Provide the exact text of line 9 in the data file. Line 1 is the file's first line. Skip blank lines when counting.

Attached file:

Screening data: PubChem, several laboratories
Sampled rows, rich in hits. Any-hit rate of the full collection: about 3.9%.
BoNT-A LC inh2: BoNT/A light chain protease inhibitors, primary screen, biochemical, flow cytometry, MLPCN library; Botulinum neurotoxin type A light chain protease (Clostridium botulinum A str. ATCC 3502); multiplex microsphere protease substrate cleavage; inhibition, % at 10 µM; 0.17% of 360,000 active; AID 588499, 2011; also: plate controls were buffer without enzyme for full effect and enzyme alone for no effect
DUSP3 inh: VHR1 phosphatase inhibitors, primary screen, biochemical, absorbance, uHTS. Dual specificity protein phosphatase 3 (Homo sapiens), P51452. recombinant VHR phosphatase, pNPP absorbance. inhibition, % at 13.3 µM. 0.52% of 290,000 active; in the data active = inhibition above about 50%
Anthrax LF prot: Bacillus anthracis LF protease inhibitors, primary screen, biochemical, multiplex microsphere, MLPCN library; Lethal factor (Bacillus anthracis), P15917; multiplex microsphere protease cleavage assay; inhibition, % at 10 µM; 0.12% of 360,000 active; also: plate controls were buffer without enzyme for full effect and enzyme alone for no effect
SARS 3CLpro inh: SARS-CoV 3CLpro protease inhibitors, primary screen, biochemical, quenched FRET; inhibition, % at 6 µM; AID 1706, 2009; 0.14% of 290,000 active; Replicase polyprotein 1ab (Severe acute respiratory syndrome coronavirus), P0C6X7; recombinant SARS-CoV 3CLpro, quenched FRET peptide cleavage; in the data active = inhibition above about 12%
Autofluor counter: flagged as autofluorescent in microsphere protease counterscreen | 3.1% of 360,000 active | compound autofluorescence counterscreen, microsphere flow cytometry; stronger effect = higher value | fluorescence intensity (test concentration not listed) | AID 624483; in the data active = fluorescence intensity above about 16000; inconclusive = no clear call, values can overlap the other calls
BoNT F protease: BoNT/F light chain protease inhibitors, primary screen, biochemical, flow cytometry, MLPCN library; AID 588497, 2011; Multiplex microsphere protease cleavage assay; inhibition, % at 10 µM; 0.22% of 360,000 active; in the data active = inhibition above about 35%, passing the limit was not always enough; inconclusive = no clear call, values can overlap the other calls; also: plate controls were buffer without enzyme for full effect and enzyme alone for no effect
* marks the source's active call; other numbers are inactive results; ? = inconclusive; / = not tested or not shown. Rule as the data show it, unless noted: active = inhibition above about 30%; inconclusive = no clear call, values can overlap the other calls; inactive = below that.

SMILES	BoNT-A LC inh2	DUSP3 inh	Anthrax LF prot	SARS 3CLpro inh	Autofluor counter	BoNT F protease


* marks the source's active call; other numbers are inactive results; ? = inconclusive; / = not tested or not shown. Rule as the data show it, unless noted: active = inhibition above about 30%; inconclusive = no clear call, values can overlap the other calls; inactive = below that.